Voices From Street Corners 2012 (Vol II): Odds & Ends on Education

It is a beautiful day in Laguna Niguel. Spring is in the air as I see the flowers bloom and as I am right now listening to the President is holding a news conference as people  are voting in primaries on Super Tuesday. What is clear is that life on main street goes on as  I had the privilege to attend a concert at Aliso Niguel high School that featured elementary middle and high school kids. It was one of the most wondrous experiences I have had in a long time.

As I saw those kids showcasing their wonderful talents my mind drifted away to the first day that I accompanied my Son to Moulton for him to start his preschool. I remembered all his friends that I knew since preschool and how they had grown. I remembered how they grew into the confident young men they had become. As I enjoyed the wonderful performance, I panicked because I realized the expected budget deficit that the Capistrano Unified District has to contend with as it begins deliberations for the new school year. According to a recent edition of CAPO Talk, the expected range is around 30-50 million dollars.

I marvel at how Capo Schools work. I have the privilege to periodically serve as a volunteer at Moulton. I continue to be amazed at how the wonderful teachers at Moulton deal with the kids and how we are so blessed  to have a supportive parent community. Every day I am on campus, I see a parent dashing to get copies and helping with whatever else that they can. I have seen a PTA program that has helped to underwrite arts programs, music programs, technology programs and countless others that have enhanced the lives of children. I have also seen continued parent involvement when they had the vision to create another vehicle to further enhance support for the school from RMIQ.  That has helped to bring additional resources for the school.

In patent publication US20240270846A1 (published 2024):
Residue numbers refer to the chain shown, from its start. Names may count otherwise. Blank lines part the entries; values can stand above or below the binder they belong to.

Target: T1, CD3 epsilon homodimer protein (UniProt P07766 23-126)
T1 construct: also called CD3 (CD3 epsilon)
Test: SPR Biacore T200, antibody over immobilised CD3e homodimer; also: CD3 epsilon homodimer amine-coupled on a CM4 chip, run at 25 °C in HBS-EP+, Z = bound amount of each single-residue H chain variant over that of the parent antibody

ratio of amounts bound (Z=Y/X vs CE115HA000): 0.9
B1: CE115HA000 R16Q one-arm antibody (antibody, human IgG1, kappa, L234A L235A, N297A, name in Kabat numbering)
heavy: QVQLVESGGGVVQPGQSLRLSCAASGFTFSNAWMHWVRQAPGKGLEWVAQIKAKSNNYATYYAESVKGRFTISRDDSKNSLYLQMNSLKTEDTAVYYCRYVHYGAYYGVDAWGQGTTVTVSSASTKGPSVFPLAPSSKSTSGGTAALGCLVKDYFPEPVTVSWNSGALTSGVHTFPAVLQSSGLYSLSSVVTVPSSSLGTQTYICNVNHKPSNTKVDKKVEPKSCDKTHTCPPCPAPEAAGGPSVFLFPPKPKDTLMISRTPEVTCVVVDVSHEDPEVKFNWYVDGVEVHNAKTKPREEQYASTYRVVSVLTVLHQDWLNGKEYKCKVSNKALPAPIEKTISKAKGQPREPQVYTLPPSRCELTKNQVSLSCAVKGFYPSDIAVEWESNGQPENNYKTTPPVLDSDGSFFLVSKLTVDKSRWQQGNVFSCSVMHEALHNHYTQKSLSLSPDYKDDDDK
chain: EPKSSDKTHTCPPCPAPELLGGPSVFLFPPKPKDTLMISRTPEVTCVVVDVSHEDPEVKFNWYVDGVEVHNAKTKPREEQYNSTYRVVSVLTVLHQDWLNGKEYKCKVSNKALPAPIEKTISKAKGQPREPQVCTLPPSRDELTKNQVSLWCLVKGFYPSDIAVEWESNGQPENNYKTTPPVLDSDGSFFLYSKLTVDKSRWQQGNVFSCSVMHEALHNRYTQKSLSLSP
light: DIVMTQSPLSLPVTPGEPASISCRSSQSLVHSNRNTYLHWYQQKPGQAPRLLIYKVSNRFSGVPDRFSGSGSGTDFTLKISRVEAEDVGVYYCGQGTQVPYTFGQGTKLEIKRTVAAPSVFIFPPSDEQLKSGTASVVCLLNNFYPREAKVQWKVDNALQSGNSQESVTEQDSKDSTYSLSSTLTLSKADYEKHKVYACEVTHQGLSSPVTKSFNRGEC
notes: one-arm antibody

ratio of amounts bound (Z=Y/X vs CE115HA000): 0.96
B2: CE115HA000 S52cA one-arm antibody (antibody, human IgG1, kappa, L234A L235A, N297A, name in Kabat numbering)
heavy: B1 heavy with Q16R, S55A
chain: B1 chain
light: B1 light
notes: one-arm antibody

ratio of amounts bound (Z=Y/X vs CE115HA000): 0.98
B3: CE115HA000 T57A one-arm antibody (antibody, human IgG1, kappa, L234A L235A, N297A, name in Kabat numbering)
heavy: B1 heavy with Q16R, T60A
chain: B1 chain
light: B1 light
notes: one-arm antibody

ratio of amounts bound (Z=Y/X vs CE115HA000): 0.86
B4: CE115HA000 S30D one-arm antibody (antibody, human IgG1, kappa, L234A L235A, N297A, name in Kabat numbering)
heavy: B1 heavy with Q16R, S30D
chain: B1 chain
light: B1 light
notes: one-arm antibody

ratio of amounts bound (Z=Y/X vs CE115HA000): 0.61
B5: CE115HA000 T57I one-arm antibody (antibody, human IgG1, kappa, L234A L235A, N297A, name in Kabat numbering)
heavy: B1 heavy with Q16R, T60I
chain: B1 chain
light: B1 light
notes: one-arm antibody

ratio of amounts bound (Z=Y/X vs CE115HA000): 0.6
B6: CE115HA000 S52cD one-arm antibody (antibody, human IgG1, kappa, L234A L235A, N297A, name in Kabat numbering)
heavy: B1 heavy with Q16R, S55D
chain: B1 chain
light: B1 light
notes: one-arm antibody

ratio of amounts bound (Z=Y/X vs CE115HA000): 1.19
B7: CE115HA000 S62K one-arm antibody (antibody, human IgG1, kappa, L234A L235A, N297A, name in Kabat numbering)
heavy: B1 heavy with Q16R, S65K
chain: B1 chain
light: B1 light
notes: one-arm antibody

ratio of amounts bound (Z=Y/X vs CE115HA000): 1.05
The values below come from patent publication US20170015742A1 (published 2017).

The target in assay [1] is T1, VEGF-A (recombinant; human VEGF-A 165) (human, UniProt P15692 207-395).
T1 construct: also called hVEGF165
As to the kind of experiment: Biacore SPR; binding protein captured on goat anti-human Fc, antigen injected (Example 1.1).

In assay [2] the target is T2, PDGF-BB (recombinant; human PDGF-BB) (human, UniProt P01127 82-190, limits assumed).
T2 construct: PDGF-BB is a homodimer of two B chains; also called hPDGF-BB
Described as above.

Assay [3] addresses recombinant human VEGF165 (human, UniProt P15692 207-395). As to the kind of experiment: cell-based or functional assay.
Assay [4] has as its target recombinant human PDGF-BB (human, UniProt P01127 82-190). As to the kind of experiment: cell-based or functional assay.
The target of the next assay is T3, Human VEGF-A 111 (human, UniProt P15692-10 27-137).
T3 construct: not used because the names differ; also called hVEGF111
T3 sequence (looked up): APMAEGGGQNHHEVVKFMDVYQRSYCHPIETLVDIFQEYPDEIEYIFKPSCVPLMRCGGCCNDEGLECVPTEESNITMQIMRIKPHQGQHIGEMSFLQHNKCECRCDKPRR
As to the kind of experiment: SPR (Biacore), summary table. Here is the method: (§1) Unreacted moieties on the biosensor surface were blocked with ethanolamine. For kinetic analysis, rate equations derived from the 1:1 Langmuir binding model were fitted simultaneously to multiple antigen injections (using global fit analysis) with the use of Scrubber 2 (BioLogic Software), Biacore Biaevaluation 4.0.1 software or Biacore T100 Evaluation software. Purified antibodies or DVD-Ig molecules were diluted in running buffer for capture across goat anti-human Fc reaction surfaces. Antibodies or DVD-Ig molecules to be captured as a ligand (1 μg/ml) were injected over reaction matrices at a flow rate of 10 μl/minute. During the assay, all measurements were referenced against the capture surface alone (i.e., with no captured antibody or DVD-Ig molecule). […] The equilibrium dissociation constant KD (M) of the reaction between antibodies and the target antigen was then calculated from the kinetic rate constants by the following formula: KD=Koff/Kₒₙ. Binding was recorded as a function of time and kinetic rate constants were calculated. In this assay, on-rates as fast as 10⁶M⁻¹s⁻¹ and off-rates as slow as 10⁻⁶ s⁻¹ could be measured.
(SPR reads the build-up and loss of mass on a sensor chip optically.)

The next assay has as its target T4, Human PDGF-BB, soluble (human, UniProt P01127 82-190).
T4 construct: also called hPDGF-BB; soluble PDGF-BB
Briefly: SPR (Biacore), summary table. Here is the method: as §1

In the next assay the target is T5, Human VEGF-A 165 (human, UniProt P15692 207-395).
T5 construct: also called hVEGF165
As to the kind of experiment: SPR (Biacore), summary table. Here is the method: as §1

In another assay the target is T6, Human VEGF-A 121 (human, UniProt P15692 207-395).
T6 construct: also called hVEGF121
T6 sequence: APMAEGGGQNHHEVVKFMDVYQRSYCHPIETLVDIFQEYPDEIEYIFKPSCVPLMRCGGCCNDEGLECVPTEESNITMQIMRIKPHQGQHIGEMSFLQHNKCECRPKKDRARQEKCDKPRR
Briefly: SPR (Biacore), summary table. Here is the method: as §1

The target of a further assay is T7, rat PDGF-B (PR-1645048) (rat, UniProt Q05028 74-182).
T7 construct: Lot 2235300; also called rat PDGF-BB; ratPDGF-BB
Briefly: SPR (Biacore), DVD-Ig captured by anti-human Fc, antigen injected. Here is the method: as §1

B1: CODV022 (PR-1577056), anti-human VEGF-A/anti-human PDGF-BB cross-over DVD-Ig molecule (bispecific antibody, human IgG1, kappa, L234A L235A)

Although I consider us lucky,  many around our State are not so lucky. The systematic dismantling of public schools in California is a fact. As someone who is a product of the California public school system, I am extremely worried.  Rose Aguilar’s recent column in Al Jazeera noted that California seems to not have its’ priorities in order. She noted that California spends $ 50,000 per prisoner; yet only spends $ 8667 per pupil. We rank 47th in per pupil spending in the Country. What came home to me was what everyone is currently telling us:  We’re broke. We’re not too broke to build more prisons, spend more money on the military, draw repeated redlines to try and get into another war. Yet, we cannot invest money in our children. The national movement to somehow “re-engineer” schools is also another very worrisome development as exemplified in what Rahm Emanuel and Mike Bloomberg have been trying to do: Occupy Education: Teachers, Students Resist School Closings, Privatizations, Layoffs and Rankings.

Kids are still attending classes in facilities that were supposed to be temporary.

As I thought about this, I remembered about the story of one of the brother of one of my former Cub Scouts. I had a chance to meet this young man during an outing we had with our pack to Miramar. He was a very smart, articulate, focused young man who had plans to study forestry and had begun Saddleback College. I was amazed by his upbeat, optimistic view on the future. When I asked him about how his brother was doing, he told me that he had gotten a job and had to stop going to College because he could not afford it. His family was not in a position to help him. Such is the future of our society. In the midst of all the debate about war, such souls seem to be truly lost in the shuffle.

I could not help but be ever more proud of all the young who stood up during the “Occupy Capitol” Day yesterday. Will the political leaders understand it and work to truly have a commitment to transform education or will they just muddle through?